• Taxing income, wealth and trade should be seen to support the internationally agreed human rights frameworks, as without taxation we cannot mobilise the maximum available revenues. Tax abuse and tax avoidance also needs to be considered under the extraterritorial obligations of states towards other states not to hamper the enjoyment of human rights via blocking financing through abusive tax laws, rules and allowing companies and wealthy individuals to abuse tax systems.

  • Global technology assessment mechanism at the UN
    • As the UN, governments and institutions grapple with the governance of digital technologies, there is an urgent need for broad, transparent, inclusive, accessible and participatory deliberations on the current and potential impacts of these technologies on the environment, the labour market, livelihoods and society;
    • Horizon scanning and foresight capacities need to be developed and should involve identifying options beyond technological solutions. Governance measures on technologies is not just about regulation but ensuring that the common good remains as the ultimate goal and takes precedence over profits.

  • Assess development impacts of current trade and investment framework
    • To ensure developing countries retain maximum policy flexibility in their trade and investment policies there should be no negotiations or signing of any binding trade and investment agreements including at the WTO;
    • A moratorium on Investor-State-Dispute-Settlement (ISDS) cases, and non-implementation or violation of current trade and investment commitments, including Intellectual property rights rules through the TRIPS and TRIPS plus agreements, if these conflict with public policy objectives including economic and health objectives, during the pandemic;
    • Ensure an international legally binding instrument to regulate, in international human rights law, the activities of transnational corporations and hold them accountable for human rights violations by supporting the ongoing negotiations for the UN Binding Treaty on Business and Human rights under the Open-ended intergovernmental working group on transnational corporations and other business enterprises with respect to human rights.

  • Assess systemic risks posed by unregulated or inadequately regulated financial sector instruments and actors
    • Agree on adequate regulation and supervision of financial institutions, credit rating agencies and hedge funds through a UN framework;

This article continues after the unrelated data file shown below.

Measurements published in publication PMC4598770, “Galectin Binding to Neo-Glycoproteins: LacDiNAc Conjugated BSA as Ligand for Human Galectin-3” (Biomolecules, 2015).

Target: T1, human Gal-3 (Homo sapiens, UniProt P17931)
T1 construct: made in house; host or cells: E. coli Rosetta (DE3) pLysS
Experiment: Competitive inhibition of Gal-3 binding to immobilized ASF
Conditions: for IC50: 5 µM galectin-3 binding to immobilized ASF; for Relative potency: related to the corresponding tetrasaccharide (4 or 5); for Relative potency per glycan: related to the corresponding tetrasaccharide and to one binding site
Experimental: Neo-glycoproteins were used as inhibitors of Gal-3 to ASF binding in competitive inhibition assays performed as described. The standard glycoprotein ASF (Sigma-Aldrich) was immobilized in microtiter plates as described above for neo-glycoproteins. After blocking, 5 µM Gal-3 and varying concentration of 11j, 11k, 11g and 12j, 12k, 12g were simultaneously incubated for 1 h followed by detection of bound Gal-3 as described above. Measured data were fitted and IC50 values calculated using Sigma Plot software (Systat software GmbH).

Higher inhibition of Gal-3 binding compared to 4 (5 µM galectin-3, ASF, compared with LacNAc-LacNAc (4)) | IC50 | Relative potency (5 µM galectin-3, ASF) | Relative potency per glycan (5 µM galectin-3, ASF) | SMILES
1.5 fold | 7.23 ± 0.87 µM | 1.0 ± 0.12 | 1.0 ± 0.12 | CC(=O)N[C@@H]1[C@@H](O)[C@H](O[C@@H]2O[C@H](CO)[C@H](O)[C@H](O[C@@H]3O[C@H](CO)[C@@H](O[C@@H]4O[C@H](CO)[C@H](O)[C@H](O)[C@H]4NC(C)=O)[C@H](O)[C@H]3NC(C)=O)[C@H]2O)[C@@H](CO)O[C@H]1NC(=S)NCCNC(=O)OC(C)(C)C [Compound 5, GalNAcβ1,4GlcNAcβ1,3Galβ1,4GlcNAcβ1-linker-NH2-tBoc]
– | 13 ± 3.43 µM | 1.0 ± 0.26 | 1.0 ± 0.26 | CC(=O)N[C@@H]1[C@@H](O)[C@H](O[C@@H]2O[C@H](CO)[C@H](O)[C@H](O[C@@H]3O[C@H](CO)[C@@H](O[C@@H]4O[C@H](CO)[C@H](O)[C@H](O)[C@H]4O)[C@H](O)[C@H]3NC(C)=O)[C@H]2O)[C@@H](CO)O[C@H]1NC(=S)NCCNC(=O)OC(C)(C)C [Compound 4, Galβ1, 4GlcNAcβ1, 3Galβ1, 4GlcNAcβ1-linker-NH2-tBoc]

• A global ban on short selling among all markets and increase regulation/surveillance of high-frequency trading;
    • A global agreement on the importance of capital account management to prevent capital flight, limit speculative trading and arrest declines in currency and asset prices;
    • A new allocation of Special Drawing Rights (SDRs) needs to be agreed, commensurate with the level of need among developing countries;
    • A Global Fund for Universal Social Protection to support the most vulnerable countries in responding to the pandemic.

  • Review development outcomes of PPPs and ‘private finance first’ approach
    • We reject the World Bank Group’s Maximising Finance for Development (MFD) approach that implies a problematic ‘private finance first’ attitude to development finance and rather unrealistic assumption that private finance will appear to fill the financing shortfalls. While donors and institutions promote a ‘Billions to Trillions’ narrative and blended finance, whose development impact is yet to be proven, the reality is they are not living up to their own commitments and are instead regressing.
    • There is a need to reaffirm the centrality of public policies and investments. We call on governments to declare a moratorium on funding, promoting or providing technical assessment for PPPs and ‘private finance first’ approaches until an independent review into their development outcomes is completed.

  • Review of the ODA framework
    • Partnerships for sustainable development should comply with the local ownership of development processes, whereby all relevant stakeholders, including local communities and CSOs can be actively involved. We also call on donors to uphold the integrity of ODA and of effectiveness agenda.
    • Call on DAC members to immediately reverse the decline in ODA as a share of GNI, fulfil and where possible exceed the 0.7% target for ODA in the form of unconditional grants and technical support;
    • Call on all donors to ensure that development aid is not diverted but reinforces humanitarian response to the crisis and to ensure that emergency responses are aligned with developing country priorities without conditionalities.

For more details: https://csoforffd.org/